So, how should you go about fighting TT? Gearing is a very effective way. We learned that a higher split means less resistance, and less resistance means less twist. You can also run split ratios front and back. While putting a lower split gear set in the front axle would seem to make things worse (which it can), it is the combination of front and rear ratios that make it work.

A split gear set, with the front axle spinning faster than the rear axle, makes the chassis stretch out, and in essence preloads the suspension. Since the front is always having to pull, it will naturally want to pull itself into the ground. As long as it has the traction to do so, TT will be minimized. If it loses traction, the TT will come back.

Another way to fight TT is through suspension geometry. Running your rear upper links in different positions side-to-side on the chassis will also add a bit of suspension preload because each side is operating at a different level of IC, AS, and LF. Strategically positioning your IC will also fight TT because of the way it applies accelerational force back through the chassis. If the chassis is wanting to twist, and the axle is wanting to lift, and the IC is in a place as such that it can push back against those movements, TT will be reduced. But remember, more is not better. Running one side aimed at the sky and another aimed at the ground will be horrible.


Why don't MOA's have TT?

Easy. Because the thing providing the rotational force is solidly attached to the thing receiving it. If you wanted to construct a shaft driven crawler that did not suffer from any TT at all, you would have to build one where the differentials and transmission were attached to the same structure, much like a touring car or truggy.

Last edited by Duuuuuuuude; 12-03-2013 at 02:11 AM.
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Old 12-02-2013, 08:19 PM   #4
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Default Re: Another 4 Link Thread

Roll Center (RC)


When discussing axles, RC is the point in space that is the center of the chassis' movement around the axle.

Back to the Wraith. The yellow line represents the upper links, where that line terminates behind the rig is where the two upper links would meet in space if they were that long. The red line represents the Roll Axis (RA), which is parallel to the lower links. Where the yellow line crosses the centerline of the axle is the RC.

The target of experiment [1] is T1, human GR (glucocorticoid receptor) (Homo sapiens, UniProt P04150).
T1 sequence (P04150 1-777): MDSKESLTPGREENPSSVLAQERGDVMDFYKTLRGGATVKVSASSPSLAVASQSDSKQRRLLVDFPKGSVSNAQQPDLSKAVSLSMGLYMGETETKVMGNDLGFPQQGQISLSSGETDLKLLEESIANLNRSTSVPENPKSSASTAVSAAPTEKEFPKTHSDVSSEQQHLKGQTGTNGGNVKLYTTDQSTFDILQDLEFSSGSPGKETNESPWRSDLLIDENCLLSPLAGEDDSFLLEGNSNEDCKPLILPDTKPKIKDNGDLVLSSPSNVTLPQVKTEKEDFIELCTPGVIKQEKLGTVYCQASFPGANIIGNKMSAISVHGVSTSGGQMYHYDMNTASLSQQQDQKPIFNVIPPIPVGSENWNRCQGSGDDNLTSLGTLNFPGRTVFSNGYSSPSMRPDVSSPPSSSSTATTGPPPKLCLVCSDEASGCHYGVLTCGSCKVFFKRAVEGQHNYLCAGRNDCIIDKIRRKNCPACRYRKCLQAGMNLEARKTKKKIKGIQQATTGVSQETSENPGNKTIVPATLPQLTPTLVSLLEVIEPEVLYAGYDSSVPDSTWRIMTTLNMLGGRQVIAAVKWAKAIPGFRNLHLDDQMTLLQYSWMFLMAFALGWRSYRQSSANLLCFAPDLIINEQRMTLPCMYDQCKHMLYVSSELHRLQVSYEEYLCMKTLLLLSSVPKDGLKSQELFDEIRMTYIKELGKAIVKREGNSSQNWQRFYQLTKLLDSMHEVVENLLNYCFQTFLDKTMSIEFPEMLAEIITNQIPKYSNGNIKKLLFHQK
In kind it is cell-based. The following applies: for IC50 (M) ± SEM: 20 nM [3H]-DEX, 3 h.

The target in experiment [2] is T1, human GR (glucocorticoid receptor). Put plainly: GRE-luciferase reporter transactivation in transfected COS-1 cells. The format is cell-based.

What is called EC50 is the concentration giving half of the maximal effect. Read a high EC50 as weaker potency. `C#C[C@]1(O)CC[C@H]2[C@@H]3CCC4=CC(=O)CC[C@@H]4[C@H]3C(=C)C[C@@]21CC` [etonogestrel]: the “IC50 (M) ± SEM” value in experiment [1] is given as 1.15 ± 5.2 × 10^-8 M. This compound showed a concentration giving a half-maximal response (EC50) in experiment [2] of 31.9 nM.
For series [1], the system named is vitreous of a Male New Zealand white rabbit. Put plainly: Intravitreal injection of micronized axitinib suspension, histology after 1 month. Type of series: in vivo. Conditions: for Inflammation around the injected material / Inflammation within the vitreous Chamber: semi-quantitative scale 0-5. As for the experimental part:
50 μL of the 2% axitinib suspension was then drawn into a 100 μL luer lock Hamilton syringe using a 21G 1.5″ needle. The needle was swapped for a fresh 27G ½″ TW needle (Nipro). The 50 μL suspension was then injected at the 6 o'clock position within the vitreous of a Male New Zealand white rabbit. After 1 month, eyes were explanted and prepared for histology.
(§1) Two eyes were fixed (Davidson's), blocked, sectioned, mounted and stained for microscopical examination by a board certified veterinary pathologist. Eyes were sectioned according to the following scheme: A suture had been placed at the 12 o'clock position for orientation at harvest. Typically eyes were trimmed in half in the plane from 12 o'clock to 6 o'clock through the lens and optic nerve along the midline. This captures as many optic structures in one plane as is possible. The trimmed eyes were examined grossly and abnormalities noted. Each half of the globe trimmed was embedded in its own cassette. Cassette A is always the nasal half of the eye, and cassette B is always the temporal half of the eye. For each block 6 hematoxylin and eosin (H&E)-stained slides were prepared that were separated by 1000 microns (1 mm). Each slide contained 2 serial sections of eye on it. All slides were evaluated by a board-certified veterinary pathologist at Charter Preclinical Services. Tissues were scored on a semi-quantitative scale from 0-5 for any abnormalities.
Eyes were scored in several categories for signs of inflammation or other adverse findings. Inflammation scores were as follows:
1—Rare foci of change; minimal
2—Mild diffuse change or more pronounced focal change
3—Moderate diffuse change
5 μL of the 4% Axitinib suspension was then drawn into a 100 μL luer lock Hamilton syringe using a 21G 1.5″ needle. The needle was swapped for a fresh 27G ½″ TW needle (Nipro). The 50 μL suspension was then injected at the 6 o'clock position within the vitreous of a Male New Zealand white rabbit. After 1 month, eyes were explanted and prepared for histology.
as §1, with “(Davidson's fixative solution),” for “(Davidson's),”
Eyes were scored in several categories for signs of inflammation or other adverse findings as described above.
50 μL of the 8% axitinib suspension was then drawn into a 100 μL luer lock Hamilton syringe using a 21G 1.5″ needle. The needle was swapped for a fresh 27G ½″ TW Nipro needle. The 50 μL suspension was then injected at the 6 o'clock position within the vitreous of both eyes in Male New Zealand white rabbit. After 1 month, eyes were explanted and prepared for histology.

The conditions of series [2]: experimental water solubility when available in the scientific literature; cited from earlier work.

Here's a pic of where the two upper links would meet.



If the picture was taken with the axle in the center of the frame, the RC would lay right on the vertical axle centerline like in the pic above. Where they meet determines the amount of axle steer is induced when the axle articulates.

Note: this example is for 4 linked suspensions only. 3 link/panhard or even 4 link/panhard suspensions will have roll centers in different places. I will get to those later.



RC is important to consider when cornering or attempting a sidehill section of a crawling course. The height and angle of this will determine whether you will roll over or keep moving forward.

When you are taking a corner at speed, or driving across an incline, the CG of the vehicle will move to the outside or lower point of the vehicle. The RC determines the point that the CG will swing from.

This is a pretty simple diagram for RC. RC is the black circle, CG is the green dot.



If you have a low RC, and a sideways force is applied to the vehicle (gravity when driving off-camber) the CG will pass over it and you will tip. If you have a high RC, the CG will try to slip under it.

Here's another example.

The green dot represents the CG, the red dot represents RC. When the CG moves, it does so in an arc around the RC.

Example 1 shows a low RC, and a Jeep on an incline that has brought the CG to a point where it is moving to the side and its only way to go is down, which causes the Jeep to tip.



Example 2 shows a high RC, and another Jeep an another incline. This time the CG has moved to a point where it can only go up. As long as the tires can maintain traction, the Jeep will not tip.



Example 1 is fairly realistic, Example 2 is pretty extreme, though not impossible to achieve. It would require either very steep upper link angles, or very poor triangulation. Either of those would wreak havoc on all other points of drivability.

If you want another, example, try an experiment. Take a pencil and balance it on its side on your finger. Once you find its CG, mark it. Try holding it, this time straight up and down. Hold it above and below the mark. When you hold it above the mark, it wants to stay upright. When you hold it below the mark, it want to tip. Where you hold it represents the RC.


Roll Axis (RA)

RA is the combination of the RC of both axles. It is the plane that the chassis rotates around. Basically it is a line drawn from the RC of the front axle to the RC of the rear. It may be flat or angled, depending on where these point are at. Assuming you have identical axles and identical mounting points for your links, your RA will be flat across the chassis.

Last edited by Duuuuuuuude; 12-05-2013 at 01:17 AM. Reason: correction and clarification of roll center location.
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Old 12-02-2013, 08:20 PM   #5
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Old 12-02-2013, 10:28 PM   #6
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Added to post #2